What’s in your weed? A Q&A with Devin Sears of Labstat/Labs-Mart

“As the cannabis industry matures, the best practices from the tobacco, food, and pharmaceutical industries will begin to make inroads and become standard practices”

labstat-sears

Devin Sears (right) of Labstat is working to create standards for testing in the cannabis industry. Photo at left by Creative-Family/iStock/Getty Images Plus.

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When you you buy cannabis products, how do you know what you’re getting? Here in the Great White North, consumers are protected by Health Canada regulations. Do those regulations go far enough, though?

Labstat tests cannabis products for cannabinoid potency, foreign-matter contamination, pesticide residues, and other factors. The company points out that, unlike non-infused drinks, cannabis beverages are not required to have expiry dates. Nor are their stability or storage standards regulated.

Labstat is working to create standards for testing in the cannabis industry. These will assure consumers of vapes, edibles, and other products that what they’re buying meets the highest standards possible. 

Devin Sears is the Director of Research and Development for Labstat and Labs-Mart. CannCentral asked him about Canada’s safety standards and how cannabis consumers can stay informed.

Why should Canadians be concerned about what’s in the cannabis products they consume?

“Cannabis is a unique product that can be consumed in a number of different formats for both recreational and medicinal use. The way in which someone consumes a cannabis product carries with it a range of potential health risks. For example, smoking a cannabis pre-roll presents risks associated with inhalation. Whereas edibles and beverages are ingested and present an entirely different set of potential risks.

“The reason Canadians should be concerned about what’s in the cannabis products they consume is because of the unique risks each of these formats present. Understanding the compounds or ingredients found in each cannabis product will help consumers make more informed decisions about the risks they are willing to take with their health.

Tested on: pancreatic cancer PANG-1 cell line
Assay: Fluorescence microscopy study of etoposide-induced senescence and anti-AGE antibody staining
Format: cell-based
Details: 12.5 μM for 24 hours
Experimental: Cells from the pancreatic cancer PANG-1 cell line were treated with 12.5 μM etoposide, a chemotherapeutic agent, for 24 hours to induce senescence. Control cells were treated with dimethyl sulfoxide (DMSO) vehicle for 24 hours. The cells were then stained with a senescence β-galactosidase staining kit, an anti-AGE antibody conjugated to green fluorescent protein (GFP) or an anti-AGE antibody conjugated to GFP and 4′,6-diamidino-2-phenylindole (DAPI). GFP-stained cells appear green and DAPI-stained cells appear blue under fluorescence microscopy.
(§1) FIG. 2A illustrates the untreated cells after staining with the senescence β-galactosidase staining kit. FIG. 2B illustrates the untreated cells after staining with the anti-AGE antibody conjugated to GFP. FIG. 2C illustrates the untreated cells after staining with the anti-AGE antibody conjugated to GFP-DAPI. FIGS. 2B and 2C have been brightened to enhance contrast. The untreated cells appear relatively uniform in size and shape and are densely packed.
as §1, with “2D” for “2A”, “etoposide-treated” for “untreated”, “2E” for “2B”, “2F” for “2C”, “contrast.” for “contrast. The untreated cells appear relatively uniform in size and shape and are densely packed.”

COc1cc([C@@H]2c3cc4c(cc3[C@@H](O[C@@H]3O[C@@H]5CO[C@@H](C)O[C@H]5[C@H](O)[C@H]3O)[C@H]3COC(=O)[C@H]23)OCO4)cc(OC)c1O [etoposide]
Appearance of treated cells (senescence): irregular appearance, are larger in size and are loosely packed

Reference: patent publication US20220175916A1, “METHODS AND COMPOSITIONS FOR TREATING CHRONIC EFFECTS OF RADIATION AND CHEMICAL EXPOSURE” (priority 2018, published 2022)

“While there are a number of research studies currently being conducted on a variety of cannabis product formats, there’s still a lot we don’t know. It is important for consumers to understand that Health Canada has expended a tremendous amount of effort to put in place regulations that ensure cannabis products are as safe as possible, mitigating your risks to the greatest extent possible.” 

Who officially oversees such things as expiry dates on perishable products?

“According to the Good Production Practices (GPP) it is the responsibility of the producer/manufacturer to establish the expiration, or shelf-life, of perishable products. This shelf life should be established through a series of scientific and controlled studies that monitor these products’ stability over time. The data collected in these stability studies will be reviewed by Health Canada during an inspection. 

“Labstat works with producers of all types of cannabis products to run these type of shelf-stability studies to help product makers understand the lifecycle of their products.” 

Why are we not seeing the same sorts of health and safety standards applied to the Cannabis industry as we see being applied to other industries like food and alcohol?

“This is only a matter of time. As the cannabis industry matures, the best practices from the tobacco, food, and pharmaceutical industries will begin to make inroads and become standard practices. 

“In the pharmaceutical industry, the term cGMP has become commonplace, where the ‘c’ denotes ‘current’.  The term current good manufacturing practices was coined to remind the pharmaceutical industry of the need for continual improvement. I suspect the same principle will apply to the GPP. What we will see in the future is reference to cGPP to indicate the current standards for good production practices.

What is Labstat/Labs-Mart doing to change this?

“Labstat/Labs-Mart is participating in various groups, such as C45 Association, to help give a voice to the testing facilities at the policy-setting levels of government.”

How can Canadian consumers get the facts they need to make informed choices about cannabis products?

“The single best source for information is Health Canada and the Canadian government. All the regulations, policies, and requirements are in the public domain and available through either Health Canada or the Canadian government websites.

“When purchasing a cannabis product ask to see the Certificate of Analysis or analytical test reports. These will verify the producer is following the Health Canada testing requirements and that the product you’re buying meets the highest standards possible.” 

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